"Nobody is saying that it should be legal to deny someone service at a restaurant or at a hotel because of their sexual orientation," Rubio said on a March episode of Fox News talk show The Five. "I think that’s a consensus view in America. … The flip side is, should a photographer be punished for refusing to do a wedding that their faith teaches them is not one that is valid in the eyes of God?"

"I think people have the right to live out their religious faith in their own lives," Rubio continued. "They can't impose it on you in your life. But they have a right to live it out in their own lives. And when you're asking someone who provides professional services to do something, or be punished by law, that violates their faith, you're violating that religious liberty that they have."

A longtime opponent of marriage equality, Rubio was one of the few prominent Republicans to offer a public comment when his home state of Florida reluctantly embraced marriage equality earlier this year after a federal court ordered the state to do so. 

"While I believe that marriage should be between one man and one woman, while people want to change that law — and a lot of people apparently do — there is a way to do that," Rubio told Politico in January. "You go through the legislature, or you go on the ballot, but I don’t agree the courts have the power to do this."

Rubio's assessment here was incorrect, as a primary function of federal courts is to review and when applicable rescind laws that violate the protections of the U.S. Constitution. That's noteworthy because the sSenator graduated cum laude with a law degree from the University of Miami School of Law — so at one point he presumably had a true understanding of how judicial review works. 

Some Republican strategists have heralded Rubio as a fresh-faced alternative to the standard GOP brand of straight white men, since the son of Cuban immigrants speaks fluent Spanish and has advocated for humane immigration reform. 

But even before Rubio backed away from the immigration reform bill he coauthored in 2013, which included a path to citizenship for the estimated 11 million undocumented immigrants currently living in the U.S., he was clear that any legislation that included progressive provisions for LGBT people would not get his vote.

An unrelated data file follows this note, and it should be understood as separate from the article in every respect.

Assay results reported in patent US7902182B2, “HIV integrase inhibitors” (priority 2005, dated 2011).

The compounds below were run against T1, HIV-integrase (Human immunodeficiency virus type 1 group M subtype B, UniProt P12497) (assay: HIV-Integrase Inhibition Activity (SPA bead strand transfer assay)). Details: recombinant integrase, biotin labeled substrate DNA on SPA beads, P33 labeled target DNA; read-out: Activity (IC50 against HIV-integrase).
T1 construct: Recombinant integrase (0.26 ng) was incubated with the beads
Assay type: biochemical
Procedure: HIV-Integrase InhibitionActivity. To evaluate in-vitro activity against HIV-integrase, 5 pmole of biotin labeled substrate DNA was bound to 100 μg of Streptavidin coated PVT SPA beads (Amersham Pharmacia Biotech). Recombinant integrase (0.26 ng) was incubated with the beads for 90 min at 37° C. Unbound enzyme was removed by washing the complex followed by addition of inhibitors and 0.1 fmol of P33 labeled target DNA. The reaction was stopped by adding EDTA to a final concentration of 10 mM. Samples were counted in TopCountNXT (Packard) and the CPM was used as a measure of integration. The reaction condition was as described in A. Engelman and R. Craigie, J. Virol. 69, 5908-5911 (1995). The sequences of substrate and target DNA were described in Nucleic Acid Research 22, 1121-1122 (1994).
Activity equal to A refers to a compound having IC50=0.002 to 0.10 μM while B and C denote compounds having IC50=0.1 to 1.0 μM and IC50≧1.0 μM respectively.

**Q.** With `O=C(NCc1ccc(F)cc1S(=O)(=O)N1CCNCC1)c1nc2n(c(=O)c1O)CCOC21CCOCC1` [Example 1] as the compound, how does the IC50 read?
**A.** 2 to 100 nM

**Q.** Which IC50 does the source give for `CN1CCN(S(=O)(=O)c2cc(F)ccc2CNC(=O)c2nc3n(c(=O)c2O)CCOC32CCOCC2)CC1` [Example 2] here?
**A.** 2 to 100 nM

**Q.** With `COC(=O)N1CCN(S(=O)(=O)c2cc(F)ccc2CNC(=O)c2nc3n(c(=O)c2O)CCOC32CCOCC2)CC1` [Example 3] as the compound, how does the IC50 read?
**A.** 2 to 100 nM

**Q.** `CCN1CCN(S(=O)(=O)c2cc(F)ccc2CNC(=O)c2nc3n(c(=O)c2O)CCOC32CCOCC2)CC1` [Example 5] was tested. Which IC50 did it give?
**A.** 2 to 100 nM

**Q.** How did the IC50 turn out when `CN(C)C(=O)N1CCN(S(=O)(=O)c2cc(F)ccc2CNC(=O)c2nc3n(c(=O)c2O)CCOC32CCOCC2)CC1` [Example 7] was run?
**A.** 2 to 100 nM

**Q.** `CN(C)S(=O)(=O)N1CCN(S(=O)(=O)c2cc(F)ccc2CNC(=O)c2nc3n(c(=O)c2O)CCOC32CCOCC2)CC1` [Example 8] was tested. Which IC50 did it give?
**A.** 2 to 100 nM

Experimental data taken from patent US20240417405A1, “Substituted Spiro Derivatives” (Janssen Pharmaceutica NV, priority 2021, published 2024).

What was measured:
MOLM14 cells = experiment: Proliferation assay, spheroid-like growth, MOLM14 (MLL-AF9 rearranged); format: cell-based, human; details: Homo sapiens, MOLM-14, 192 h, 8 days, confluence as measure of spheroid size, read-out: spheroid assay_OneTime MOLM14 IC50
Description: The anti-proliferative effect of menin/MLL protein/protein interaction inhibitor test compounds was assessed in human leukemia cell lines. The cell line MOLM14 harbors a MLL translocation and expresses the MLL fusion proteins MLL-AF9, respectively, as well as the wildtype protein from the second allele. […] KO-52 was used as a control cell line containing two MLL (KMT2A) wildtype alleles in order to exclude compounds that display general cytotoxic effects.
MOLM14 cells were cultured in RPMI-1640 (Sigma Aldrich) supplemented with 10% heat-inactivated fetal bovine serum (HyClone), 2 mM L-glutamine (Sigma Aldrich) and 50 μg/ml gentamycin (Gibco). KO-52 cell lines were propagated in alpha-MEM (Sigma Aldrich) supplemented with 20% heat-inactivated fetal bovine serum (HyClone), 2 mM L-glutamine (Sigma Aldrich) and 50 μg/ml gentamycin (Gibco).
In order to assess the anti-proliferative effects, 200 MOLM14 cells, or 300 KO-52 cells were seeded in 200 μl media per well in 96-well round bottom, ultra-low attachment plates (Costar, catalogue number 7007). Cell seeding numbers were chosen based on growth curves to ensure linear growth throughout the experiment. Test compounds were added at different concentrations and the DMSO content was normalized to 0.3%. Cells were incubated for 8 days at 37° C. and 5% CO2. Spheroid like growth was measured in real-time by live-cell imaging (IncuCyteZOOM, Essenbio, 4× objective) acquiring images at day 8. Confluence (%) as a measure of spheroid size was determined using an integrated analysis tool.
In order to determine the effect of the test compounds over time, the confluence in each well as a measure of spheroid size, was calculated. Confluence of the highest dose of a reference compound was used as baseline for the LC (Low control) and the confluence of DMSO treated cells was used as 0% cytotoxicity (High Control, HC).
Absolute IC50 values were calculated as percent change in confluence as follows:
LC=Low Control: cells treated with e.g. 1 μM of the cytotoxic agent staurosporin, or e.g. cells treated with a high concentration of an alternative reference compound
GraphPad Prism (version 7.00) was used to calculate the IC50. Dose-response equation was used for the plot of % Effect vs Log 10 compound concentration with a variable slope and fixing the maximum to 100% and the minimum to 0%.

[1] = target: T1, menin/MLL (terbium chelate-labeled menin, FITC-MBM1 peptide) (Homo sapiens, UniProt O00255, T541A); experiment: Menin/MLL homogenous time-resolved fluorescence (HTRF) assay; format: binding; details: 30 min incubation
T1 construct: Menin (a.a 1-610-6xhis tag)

"If this bill has in it something that gives gay couples immigration rights and so forth, it kills the bill," the Florida Republican told conservative radio host Andrea Tantaros in June 2013. "I'm gone, I'm off it, and I've said that repeatedly. And I don't think that's going to happen, and it shouldn't happen. This is already a difficult enough issue as it is."

Later that same year, Rubio served as the keynote speaker at a right-wing conference held by a group that advocates for so-called ex-gay therapy — the scientifically discredited practice that has been outlawed for use on minors in California, New Jersey, and Washington, D.C. While Rubio's speech itself steered clear of direct mention of LGBT people, his address was bookended by videos from the host group's president denigrating marriage equality, gay Boy Scouts, and warning about the supposed "dangers" of transgender people who want to be teachers. 

Back in 2012, when Rubio was a freshman senator, he lent his voice to a series of robocalls for the National Organization for Marriage, targeting voters who were, at the time, considering marriage equality legislation in Maine, Maryland, and Washington. Rubio provided the Spanish-language portion of the robocalls, alongside fellow antigay Republican (and likely presidential hopeful) Mike Huckabee, in addition to antigay minister James Dobson.